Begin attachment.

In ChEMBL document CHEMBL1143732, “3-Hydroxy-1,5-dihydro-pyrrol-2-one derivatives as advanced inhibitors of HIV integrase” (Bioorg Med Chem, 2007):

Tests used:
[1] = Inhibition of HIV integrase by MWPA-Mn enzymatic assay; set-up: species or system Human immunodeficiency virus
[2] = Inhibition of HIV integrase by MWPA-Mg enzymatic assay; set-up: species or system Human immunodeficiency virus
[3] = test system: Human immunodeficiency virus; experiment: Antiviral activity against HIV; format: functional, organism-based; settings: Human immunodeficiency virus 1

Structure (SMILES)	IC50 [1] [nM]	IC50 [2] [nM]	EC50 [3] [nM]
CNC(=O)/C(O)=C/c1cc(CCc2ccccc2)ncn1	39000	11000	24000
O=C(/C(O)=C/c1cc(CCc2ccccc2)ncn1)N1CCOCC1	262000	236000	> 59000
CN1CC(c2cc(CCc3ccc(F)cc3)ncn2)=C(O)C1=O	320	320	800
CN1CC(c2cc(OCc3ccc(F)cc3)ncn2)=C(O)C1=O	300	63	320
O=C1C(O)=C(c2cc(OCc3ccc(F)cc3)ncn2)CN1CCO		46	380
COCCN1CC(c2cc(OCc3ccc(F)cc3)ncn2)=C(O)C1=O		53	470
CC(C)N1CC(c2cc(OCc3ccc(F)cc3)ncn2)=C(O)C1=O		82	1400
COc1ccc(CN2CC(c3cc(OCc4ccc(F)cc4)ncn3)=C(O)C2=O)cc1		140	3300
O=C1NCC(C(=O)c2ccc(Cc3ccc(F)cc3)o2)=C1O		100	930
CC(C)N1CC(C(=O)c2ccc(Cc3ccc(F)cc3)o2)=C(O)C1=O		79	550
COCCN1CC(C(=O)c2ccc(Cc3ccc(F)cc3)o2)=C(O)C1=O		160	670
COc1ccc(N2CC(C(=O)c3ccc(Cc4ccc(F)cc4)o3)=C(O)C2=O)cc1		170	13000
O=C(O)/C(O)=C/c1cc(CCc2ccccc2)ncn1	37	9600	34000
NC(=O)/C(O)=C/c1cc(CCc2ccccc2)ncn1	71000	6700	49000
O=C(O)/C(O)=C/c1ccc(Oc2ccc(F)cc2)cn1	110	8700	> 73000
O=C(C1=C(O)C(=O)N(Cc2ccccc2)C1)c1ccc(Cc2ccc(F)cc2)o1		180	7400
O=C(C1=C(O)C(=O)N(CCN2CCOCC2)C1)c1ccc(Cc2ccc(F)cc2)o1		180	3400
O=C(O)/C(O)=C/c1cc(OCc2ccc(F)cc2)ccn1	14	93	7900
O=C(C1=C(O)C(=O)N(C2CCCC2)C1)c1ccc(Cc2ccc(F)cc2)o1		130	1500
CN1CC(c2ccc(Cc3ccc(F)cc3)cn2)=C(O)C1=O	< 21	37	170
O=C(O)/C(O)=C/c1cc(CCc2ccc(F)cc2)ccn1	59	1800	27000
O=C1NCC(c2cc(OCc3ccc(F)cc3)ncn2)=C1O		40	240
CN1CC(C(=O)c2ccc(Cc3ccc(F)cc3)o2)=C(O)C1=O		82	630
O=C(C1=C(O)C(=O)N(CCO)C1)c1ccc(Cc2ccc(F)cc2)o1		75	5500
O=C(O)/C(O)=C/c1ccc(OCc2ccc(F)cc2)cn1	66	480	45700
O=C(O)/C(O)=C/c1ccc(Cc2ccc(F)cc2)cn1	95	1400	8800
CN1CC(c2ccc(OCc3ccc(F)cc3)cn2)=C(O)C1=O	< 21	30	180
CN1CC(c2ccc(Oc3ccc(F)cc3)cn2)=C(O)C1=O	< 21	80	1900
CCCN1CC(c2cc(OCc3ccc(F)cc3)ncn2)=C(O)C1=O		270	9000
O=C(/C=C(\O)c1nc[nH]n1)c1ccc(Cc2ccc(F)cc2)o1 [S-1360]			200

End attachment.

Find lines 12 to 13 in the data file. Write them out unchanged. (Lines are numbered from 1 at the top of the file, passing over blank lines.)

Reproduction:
COCCN1CC(c2cc(OCc3ccc(F)cc3)ncn2)=C(O)C1=O		53	470
CC(C)N1CC(c2cc(OCc3ccc(F)cc3)ncn2)=C(O)C1=O		82	1400